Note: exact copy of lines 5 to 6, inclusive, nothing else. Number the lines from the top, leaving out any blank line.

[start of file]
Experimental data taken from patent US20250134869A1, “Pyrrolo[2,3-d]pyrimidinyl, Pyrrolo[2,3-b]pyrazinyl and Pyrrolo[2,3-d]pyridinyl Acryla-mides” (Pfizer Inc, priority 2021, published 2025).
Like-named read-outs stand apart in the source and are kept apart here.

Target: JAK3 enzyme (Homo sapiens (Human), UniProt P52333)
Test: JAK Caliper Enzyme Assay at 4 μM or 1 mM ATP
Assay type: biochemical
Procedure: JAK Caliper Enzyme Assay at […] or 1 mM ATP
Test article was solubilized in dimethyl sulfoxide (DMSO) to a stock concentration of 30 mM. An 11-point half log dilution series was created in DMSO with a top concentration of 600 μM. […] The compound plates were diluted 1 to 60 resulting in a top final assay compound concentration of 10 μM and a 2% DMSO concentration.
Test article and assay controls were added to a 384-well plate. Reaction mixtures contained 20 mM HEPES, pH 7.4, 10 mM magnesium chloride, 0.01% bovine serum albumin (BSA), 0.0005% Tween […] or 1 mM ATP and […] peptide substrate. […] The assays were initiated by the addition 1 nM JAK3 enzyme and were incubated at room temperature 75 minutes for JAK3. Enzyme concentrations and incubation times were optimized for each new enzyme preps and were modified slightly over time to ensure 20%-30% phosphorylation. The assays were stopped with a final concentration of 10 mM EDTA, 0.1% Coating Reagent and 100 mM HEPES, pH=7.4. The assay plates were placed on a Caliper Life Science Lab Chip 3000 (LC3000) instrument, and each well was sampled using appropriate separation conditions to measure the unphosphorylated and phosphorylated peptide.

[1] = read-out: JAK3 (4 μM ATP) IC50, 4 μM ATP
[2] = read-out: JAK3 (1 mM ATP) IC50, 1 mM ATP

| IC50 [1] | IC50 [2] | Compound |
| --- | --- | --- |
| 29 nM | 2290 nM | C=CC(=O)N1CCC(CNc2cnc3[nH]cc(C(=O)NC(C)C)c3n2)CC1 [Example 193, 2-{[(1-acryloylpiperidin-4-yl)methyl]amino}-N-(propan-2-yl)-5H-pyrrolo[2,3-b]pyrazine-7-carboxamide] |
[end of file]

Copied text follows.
Assay type: biochemical
Procedure: JAK Caliper Enzyme Assay at […] or 1 mM ATP